Of course, there are lots of unanswerable questions that come to mind when I look at that situation in Aleppo, when we think about all the tragedies in the world, when confronted with our own personal situations that are currently unsolvable.

We cannot find answers to many things but we can take each experience of life one at a time and find in them the meaning that keeps us going on step by step; hearing in them the promise of God, 
“I will never forget you!”

It is worth taking some moments of quiet to let this word settle in your heart and do what it is sent to do. God says, “the word that goes forth from my mouth does not return to me empty, without succeeding in what it was sent to do.” (Isaiah 55:11). “I am with you!” “I will never forget you!”

Eamonn Monson sac

(Listen to Lilies of the Field and Be Not Afraid by John Michael Talbot. I will never forget you by James Kilbane)

Tuesday 21 February 2017

TABOR (Be Holy)

Be holy in all that you do, since it is the Holy One who has called you. (1 Peter 1:15)

The Climb
The Cloud

The Vision and
The Voice

Word without

No Sound

The Holy One

Be Holy

I am struck
With amazement


To the hushed

Of Saturday night's

For confession's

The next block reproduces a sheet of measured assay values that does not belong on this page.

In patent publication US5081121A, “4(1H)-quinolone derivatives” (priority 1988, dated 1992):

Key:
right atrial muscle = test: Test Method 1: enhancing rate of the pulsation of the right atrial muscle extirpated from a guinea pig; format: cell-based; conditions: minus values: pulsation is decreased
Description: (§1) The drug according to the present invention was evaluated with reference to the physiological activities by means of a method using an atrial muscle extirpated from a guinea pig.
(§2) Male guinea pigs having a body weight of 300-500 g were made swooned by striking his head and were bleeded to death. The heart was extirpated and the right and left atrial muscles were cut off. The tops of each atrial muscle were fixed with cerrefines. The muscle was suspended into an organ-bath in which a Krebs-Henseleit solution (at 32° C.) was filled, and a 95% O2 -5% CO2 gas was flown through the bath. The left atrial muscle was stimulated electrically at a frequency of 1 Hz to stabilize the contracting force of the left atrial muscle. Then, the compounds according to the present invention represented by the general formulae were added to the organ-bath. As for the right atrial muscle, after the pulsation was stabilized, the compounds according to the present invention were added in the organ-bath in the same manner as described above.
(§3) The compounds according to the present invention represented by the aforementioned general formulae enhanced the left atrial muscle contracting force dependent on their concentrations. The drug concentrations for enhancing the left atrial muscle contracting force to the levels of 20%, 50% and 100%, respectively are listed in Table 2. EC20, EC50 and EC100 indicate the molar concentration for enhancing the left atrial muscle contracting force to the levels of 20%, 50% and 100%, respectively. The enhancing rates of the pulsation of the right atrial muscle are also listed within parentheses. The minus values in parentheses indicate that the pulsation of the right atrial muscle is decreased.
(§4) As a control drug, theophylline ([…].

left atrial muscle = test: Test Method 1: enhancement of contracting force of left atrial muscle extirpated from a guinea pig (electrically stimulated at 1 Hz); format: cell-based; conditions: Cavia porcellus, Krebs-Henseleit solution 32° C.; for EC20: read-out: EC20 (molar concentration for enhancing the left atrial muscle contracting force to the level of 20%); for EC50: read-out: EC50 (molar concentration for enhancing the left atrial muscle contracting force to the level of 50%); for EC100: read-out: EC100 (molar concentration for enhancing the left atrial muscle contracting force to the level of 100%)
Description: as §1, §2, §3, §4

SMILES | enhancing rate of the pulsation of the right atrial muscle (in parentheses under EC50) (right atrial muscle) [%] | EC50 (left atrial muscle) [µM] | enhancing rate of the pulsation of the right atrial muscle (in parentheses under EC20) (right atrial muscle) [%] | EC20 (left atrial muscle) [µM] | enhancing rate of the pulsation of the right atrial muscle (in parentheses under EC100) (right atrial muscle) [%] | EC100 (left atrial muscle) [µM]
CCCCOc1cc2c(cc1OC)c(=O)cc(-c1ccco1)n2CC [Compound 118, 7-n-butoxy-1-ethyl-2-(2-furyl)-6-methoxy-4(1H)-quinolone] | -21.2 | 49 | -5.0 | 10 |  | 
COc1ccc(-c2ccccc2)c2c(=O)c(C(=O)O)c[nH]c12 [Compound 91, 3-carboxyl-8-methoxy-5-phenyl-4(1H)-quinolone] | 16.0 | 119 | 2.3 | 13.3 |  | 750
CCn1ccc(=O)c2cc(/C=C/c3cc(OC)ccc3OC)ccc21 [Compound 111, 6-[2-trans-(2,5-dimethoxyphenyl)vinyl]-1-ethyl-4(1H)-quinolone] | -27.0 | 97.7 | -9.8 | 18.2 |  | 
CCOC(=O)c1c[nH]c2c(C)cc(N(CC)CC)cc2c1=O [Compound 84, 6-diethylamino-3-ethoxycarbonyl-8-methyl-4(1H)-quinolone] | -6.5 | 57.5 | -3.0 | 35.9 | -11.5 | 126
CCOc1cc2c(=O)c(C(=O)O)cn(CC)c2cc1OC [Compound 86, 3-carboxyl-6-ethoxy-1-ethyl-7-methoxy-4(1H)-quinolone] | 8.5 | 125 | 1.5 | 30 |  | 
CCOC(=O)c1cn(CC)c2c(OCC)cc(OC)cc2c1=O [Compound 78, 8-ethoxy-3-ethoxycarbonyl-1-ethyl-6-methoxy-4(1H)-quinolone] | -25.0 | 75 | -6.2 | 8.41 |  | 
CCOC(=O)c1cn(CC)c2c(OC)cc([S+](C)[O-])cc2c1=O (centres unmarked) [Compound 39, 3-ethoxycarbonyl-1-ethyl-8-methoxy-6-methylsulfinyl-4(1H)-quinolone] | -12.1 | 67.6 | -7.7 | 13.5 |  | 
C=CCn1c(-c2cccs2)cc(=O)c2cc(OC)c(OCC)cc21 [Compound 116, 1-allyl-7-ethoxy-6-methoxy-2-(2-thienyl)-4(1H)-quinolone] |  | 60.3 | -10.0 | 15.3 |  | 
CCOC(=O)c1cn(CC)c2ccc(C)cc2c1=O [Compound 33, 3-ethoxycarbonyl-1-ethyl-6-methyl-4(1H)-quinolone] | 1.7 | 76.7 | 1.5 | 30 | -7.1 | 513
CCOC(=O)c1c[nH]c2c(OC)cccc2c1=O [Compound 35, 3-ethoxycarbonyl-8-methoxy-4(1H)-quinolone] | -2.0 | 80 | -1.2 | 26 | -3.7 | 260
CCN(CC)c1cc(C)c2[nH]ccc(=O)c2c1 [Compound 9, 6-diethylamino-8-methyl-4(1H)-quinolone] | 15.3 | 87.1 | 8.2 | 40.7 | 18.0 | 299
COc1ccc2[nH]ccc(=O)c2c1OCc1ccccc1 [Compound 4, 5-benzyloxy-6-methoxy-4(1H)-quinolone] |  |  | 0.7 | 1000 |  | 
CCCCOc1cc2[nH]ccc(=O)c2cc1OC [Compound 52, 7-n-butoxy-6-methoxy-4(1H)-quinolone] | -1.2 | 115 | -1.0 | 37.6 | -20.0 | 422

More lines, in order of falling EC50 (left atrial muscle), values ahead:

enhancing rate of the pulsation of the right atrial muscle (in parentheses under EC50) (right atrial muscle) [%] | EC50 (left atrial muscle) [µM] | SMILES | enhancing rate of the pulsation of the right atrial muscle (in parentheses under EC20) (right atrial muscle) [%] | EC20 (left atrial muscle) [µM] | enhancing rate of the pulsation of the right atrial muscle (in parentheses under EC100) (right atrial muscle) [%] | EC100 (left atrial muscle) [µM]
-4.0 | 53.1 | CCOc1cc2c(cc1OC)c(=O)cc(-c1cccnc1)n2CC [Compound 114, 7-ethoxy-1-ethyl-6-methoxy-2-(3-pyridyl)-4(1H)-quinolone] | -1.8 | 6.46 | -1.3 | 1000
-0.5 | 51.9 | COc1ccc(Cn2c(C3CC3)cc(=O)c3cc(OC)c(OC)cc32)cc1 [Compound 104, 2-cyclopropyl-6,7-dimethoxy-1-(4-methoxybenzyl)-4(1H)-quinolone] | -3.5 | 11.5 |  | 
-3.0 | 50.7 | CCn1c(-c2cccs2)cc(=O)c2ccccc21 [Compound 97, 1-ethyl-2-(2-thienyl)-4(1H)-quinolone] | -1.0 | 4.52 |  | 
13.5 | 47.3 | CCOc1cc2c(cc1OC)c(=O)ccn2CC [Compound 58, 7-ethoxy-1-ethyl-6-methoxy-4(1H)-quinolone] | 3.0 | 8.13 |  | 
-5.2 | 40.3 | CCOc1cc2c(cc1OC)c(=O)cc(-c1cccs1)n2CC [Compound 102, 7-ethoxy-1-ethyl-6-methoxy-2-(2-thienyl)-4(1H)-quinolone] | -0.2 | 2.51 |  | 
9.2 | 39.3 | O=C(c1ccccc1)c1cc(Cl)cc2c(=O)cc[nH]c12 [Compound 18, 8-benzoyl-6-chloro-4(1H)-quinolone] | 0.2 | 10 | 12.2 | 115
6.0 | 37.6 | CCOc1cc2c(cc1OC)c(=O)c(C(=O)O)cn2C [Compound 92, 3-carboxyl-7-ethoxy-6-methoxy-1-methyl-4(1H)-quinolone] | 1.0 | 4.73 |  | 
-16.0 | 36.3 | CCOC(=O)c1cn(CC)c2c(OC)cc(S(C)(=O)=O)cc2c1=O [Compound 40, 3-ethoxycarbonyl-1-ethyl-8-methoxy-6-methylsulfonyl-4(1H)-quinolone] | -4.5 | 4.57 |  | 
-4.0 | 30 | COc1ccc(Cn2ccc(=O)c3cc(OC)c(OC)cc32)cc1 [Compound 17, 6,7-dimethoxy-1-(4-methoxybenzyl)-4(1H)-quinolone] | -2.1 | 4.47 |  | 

The ardent
Thirst for holiness

My soul

On the horizon

Of my destiny

Hope that

My every endeavour

The mountain
The valley

The desert and
The river

Of my heart

Oh my Holy One
My Love

I offer you
Childlike obeisance

On the earth floor
Of my life

Glimpsing glory
Through a prism
Of clay

Saturday 11 February 2017

The Spring Of 77

Winter was slow
To release its grip
On the springtime                                             Of our content

Adulthood barely tasted
We tested fresh waters
Finding new reasons
For laughter

And how we laughed
In the Spring of seventy seven

In the loving
Of countless homeless
Children in Care

Going together after work
To the Continental
Where we drank as little
As fast as we could afford

When we hadn’t
A soda-and-lime or a
Pint of Harp between us
We went to Seapoint
For the last dance for free

Throwing down our coats
The girls threw down their bags
On the floor where we danced
Together in our circle

And the Memories 
Did Bohemian Rhapsody
Better than Queen

So it seemed to us
Dry ice and all

And the night would not
Be deep enough

And we being slow as Winter

Gate-crashed the party
Of a stranger going in
Through the basement


Where the bright cheap light
Reflected the cold of night

We bottomed out where
The skirting board met the floor
The wall lined with

Denims and navy jumpers
And desert boots kicked off

Taking everything
That came around our way
Keeping each other warm

And I not knowing
A joint asked my neighbour
What it was

He looked at me
And said what did I think it was

It was lost on me
Never connecting with
My addictive streak

And I spared that
Particular future battle

Thanks be to God
Thanks bit a God
You might say

There was deep meaningful
Conversation deeply affected
Socialism belting back and forth
To the Songs of Leonard Cohen

Like a bird on a wire
Our voices going down
Down to the nether

Where Sorrow crouched
Like the sin of Cain
Outside the door

Biding its time

While we danced slow
And walked each other
Home eight nights of the week

Too late and too long for the liking
Of our parents

Too early and not long enough
For us and the season of our joy